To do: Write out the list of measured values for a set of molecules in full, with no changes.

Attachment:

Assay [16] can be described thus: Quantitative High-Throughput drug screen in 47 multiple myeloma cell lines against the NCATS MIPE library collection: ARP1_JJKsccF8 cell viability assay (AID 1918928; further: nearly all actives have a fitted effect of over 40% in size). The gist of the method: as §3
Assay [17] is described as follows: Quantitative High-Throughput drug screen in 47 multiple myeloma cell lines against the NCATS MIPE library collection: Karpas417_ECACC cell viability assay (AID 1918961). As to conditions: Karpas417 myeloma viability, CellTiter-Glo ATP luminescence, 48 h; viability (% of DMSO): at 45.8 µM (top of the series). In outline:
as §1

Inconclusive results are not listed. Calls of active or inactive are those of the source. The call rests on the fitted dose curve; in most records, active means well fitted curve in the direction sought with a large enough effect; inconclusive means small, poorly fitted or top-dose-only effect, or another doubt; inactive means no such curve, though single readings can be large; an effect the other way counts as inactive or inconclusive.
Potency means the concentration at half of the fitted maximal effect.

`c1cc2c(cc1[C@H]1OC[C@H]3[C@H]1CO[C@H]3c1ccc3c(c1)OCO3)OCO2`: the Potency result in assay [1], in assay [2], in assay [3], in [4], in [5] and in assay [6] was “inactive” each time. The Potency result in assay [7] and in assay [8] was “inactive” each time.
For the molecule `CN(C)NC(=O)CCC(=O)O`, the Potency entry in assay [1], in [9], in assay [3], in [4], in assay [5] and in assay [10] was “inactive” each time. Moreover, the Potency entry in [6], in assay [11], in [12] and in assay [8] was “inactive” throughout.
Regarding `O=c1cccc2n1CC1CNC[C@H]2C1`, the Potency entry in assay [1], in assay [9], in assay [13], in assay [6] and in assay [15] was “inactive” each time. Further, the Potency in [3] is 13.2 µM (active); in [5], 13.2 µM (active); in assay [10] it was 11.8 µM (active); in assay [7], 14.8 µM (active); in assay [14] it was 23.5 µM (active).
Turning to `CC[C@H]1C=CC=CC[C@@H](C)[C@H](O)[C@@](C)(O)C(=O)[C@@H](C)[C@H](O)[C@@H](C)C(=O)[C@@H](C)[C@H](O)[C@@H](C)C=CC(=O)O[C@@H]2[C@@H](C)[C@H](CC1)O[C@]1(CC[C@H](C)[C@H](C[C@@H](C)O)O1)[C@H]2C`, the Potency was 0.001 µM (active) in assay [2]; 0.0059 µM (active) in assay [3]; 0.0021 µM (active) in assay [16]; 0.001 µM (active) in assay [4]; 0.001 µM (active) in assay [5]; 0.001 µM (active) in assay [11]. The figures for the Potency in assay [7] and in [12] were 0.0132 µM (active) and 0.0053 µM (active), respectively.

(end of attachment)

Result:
Assay [16] can be described thus: Quantitative High-Throughput drug screen in 47 multiple myeloma cell lines against the NCATS MIPE library collection: ARP1_JJKsccF8 cell viability assay (AID 1918928; further: nearly all actives have a fitted effect of over 40% in size). The gist of the method: as §3
Assay [17] is described as follows: Quantitative High-Throughput drug screen in 47 multiple myeloma cell lines against the NCATS MIPE library collection: Karpas417_ECACC cell viability assay (AID 1918961). As to conditions: Karpas417 myeloma viability, CellTiter-Glo ATP luminescence, 48 h; viability (% of DMSO): at 45.8 µM (top of the series). In outline:
as §1

Inconclusive results are not listed. Calls of active or inactive are those of the source. The call rests on the fitted dose curve; in most records, active means well fitted curve in the direction sought with a large enough effect; inconclusive means small, poorly fitted or top-dose-only effect, or another doubt; inactive means no such curve, though single readings can be large; an effect the other way counts as inactive or inconclusive.
Potency means the concentration at half of the fitted maximal effect.

`c1cc2c(cc1[C@H]1OC[C@H]3[C@H]1CO[C@H]3c1ccc3c(c1)OCO3)OCO2`: the Potency result in assay [1], in assay [2], in assay [3], in [4], in [5] and in assay [6] was “inactive” each time. The Potency result in assay [7] and in assay [8] was “inactive” each time.
For the molecule `CN(C)NC(=O)CCC(=O)O`, the Potency entry in assay [1], in [9], in assay [3], in [4], in assay [5] and in assay [10] was “inactive” each time. Moreover, the Potency entry in [6], in assay [11], in [12] and in assay [8] was “inactive” throughout.
Regarding `O=c1cccc2n1CC1CNC[C@H]2C1`, the Potency entry in assay [1], in assay [9], in assay [13], in assay [6] and in assay [15] was “inactive” each time. Further, the Potency in [3] is 13.2 µM (active); in [5], 13.2 µM (active); in assay [10] it was 11.8 µM (active); in assay [7], 14.8 µM (active); in assay [14] it was 23.5 µM (active).
Turning to `CC[C@H]1C=CC=CC[C@@H](C)[C@H](O)[C@@](C)(O)C(=O)[C@@H](C)[C@H](O)[C@@H](C)C(=O)[C@@H](C)[C@H](O)[C@@H](C)C=CC(=O)O[C@@H]2[C@@H](C)[C@H](CC1)O[C@]1(CC[C@H](C)[C@H](C[C@@H](C)O)O1)[C@H]2C`, the Potency was 0.001 µM (active) in assay [2]; 0.0059 µM (active) in assay [3]; 0.0021 µM (active) in assay [16]; 0.001 µM (active) in assay [4]; 0.001 µM (active) in assay [5]; 0.001 µM (active) in assay [11]. The figures for the Potency in assay [7] and in [12] were 0.0132 µM (active) and 0.0053 µM (active), respectively.